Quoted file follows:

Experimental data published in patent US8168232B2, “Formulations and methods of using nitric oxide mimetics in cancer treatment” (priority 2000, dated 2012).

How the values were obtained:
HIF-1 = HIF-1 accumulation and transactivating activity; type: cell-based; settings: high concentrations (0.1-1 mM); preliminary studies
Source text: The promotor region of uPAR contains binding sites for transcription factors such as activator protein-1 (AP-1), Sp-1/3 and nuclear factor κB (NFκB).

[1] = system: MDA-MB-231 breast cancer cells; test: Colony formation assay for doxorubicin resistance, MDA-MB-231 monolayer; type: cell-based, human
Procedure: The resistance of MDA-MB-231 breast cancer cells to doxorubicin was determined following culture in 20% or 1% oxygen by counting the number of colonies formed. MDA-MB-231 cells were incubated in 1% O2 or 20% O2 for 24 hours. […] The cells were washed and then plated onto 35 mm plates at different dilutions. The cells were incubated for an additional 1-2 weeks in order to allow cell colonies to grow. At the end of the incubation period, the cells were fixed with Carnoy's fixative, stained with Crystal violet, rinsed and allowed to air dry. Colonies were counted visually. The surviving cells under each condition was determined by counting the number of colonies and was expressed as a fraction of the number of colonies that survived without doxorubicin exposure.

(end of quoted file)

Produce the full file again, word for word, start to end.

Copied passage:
Experimental data published in patent US8168232B2, “Formulations and methods of using nitric oxide mimetics in cancer treatment” (priority 2000, dated 2012).

How the values were obtained:
HIF-1 = HIF-1 accumulation and transactivating activity; type: cell-based; settings: high concentrations (0.1-1 mM); preliminary studies
Source text: The promotor region of uPAR contains binding sites for transcription factors such as activator protein-1 (AP-1), Sp-1/3 and nuclear factor κB (NFκB).

[1] = system: MDA-MB-231 breast cancer cells; test: Colony formation assay for doxorubicin resistance, MDA-MB-231 monolayer; type: cell-based, human
Procedure: The resistance of MDA-MB-231 breast cancer cells to doxorubicin was determined following culture in 20% or 1% oxygen by counting the number of colonies formed. MDA-MB-231 cells were incubated in 1% O2 or 20% O2 for 24 hours. […] The cells were washed and then plated onto 35 mm plates at different dilutions. The cells were incubated for an additional 1-2 weeks in order to allow cell colonies to grow. At the end of the incubation period, the cells were fixed with Carnoy's fixative, stained with Crystal violet, rinsed and allowed to air dry. Colonies were counted visually. The surviving cells under each condition was determined by counting the number of colonies and was expressed as a fraction of the number of colonies that survived without doxorubicin exposure.